- Seattle socialist: Minimum-wage discussion skewed by ‘right-wing’ GAO analysis
- U.N. warns of Muslim ‘cleansing’ in Central African Republic
- Senate blocks change to military sex assault cases
- Drug mix may have cured child born with HIV, doctors say
- De Blasio’s wife irks former mansion chef with ‘servant’ remark
- Russia’s neighbors shiver amid Putin’s Cold War moves in Ukraine
- New SAT: The essay portion is to become optional
- Military group can’t march to honor the fallen at Boston Marathon due to security changes
- Senate passes bills deleting ‘retarded’ from laws
- China announces biggest military hike in 3 years: We are not ‘boy scouts with spears’
Latest Maggie Gyllenhaal Items
Maggie Gyllenhaal will make her Broadway debut this fall opposite Ewan McGregor in "The Real Thing."
Rock stars, Hollywood actors, comedians and writers Wednesday released a video lauding confessed Wikileaks leaker Pfc. Bradley E. Manning, who is being court-martialed for passing out hundreds of thousands of classified documents.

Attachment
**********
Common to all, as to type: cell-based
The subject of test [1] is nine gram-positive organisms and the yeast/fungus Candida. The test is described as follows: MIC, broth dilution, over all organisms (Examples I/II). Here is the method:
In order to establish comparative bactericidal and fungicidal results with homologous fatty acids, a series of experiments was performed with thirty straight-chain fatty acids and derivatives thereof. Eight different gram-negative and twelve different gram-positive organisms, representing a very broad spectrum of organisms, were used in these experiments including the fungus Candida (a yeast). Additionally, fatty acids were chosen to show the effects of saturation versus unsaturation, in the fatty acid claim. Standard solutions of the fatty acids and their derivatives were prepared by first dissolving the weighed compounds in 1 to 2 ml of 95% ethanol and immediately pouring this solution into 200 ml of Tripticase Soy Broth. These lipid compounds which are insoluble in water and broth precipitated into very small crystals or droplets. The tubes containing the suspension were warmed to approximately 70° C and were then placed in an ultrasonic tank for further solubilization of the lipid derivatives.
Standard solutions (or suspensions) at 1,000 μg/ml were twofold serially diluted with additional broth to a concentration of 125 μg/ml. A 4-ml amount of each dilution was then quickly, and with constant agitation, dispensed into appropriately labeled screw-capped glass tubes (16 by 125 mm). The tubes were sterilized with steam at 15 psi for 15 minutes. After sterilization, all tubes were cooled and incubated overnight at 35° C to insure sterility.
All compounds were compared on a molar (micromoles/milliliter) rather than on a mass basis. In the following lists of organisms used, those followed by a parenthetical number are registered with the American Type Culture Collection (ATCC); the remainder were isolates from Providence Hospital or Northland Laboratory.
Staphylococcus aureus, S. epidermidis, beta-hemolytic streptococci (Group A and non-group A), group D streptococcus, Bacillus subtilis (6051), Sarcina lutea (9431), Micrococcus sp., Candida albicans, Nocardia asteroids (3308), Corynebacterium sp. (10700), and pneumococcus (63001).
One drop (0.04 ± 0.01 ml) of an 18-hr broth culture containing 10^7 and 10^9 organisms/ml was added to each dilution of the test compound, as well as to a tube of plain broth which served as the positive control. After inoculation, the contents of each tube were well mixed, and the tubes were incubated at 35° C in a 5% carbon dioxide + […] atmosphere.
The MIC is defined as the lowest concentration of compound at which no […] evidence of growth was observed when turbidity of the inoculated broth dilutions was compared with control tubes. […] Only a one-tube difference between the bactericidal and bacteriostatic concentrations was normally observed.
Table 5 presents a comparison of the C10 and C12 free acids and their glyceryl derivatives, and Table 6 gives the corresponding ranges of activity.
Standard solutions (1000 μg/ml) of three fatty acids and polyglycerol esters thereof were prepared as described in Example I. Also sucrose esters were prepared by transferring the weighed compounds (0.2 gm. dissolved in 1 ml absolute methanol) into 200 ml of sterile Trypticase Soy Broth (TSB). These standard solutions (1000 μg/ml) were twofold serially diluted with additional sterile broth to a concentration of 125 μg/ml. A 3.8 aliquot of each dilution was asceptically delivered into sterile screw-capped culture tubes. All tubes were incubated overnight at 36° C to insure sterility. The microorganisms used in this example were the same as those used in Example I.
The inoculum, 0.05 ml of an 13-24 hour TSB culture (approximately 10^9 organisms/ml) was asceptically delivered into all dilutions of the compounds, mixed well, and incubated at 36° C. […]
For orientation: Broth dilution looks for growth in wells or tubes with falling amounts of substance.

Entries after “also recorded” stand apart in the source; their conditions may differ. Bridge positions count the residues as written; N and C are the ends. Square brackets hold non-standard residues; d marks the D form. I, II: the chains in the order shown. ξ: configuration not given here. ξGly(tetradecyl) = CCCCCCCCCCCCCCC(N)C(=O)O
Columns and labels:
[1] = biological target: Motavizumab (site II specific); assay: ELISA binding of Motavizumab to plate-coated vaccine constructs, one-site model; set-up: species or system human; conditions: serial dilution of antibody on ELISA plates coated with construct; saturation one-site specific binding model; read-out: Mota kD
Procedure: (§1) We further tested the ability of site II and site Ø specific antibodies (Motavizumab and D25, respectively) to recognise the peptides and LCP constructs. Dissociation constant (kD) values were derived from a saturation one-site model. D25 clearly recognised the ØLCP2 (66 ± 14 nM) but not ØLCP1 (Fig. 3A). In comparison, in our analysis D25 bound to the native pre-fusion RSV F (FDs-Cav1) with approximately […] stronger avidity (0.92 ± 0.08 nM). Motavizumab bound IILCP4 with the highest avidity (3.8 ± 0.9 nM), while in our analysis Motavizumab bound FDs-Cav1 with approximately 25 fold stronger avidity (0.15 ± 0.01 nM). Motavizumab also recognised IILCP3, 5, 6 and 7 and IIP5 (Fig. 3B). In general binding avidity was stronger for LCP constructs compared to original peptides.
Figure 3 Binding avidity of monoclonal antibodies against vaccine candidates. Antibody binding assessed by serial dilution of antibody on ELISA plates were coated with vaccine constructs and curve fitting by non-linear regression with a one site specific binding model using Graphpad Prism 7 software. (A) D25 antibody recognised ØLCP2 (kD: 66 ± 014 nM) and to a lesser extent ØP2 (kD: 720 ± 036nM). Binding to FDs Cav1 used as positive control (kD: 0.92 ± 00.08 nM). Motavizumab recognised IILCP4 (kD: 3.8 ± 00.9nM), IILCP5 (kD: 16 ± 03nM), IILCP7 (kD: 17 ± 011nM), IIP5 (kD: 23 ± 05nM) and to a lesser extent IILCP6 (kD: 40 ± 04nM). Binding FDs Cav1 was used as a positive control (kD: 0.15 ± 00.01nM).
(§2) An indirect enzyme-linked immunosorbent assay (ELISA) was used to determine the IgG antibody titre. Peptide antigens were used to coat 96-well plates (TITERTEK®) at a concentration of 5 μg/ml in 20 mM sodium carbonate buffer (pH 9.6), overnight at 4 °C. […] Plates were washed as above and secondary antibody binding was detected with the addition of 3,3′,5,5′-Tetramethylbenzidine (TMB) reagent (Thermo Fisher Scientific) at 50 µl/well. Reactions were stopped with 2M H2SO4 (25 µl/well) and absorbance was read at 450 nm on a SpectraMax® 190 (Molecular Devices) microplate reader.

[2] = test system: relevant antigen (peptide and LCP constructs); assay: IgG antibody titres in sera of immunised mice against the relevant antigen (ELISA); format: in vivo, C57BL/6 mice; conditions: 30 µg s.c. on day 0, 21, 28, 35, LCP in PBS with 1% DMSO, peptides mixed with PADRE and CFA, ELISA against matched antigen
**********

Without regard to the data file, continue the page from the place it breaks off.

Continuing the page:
Adam Sandler's monster mash-up "Hotel Transylvania" has brought the weekend box office back to life after a late-summer slump.
"Won't Back Down" is an issue-advocacy feature film, the sort of agitprop that liberals have been churning out in prodigious volume and variety for decades. But this time, the message movie is dramatizing an issue conservatives can rally behind.
Perhaps it's karma. Where the George W. Bush years saw a seemingly endless skein of liberal films hitting theaters, it looks like conservatives might finally be getting their turn at the multiplexes.
The focus of the save-our-school drama "Won't Back Down" practically assures it will fail to join the ranks of great, or even good, education tales.
Here are highlights of Hollywood's fall and holiday movie lineup:
If you want to get a good idea of Katie Holmes, actress -- as opposed to tabloid star -- you can't do any better than "Pieces of April," a gem from 2003 in which she plays a pony-tailed, tattooed New Yorker desperately trying to prove herself to her visiting suburban family with an improvised, downtown Thanksgiving dinner.
Like the inventors of the vibrator it depicts, "Hysteria" really aims to please. And like an inattentive lover displaced by the sexual aid, the film never quite satisfies.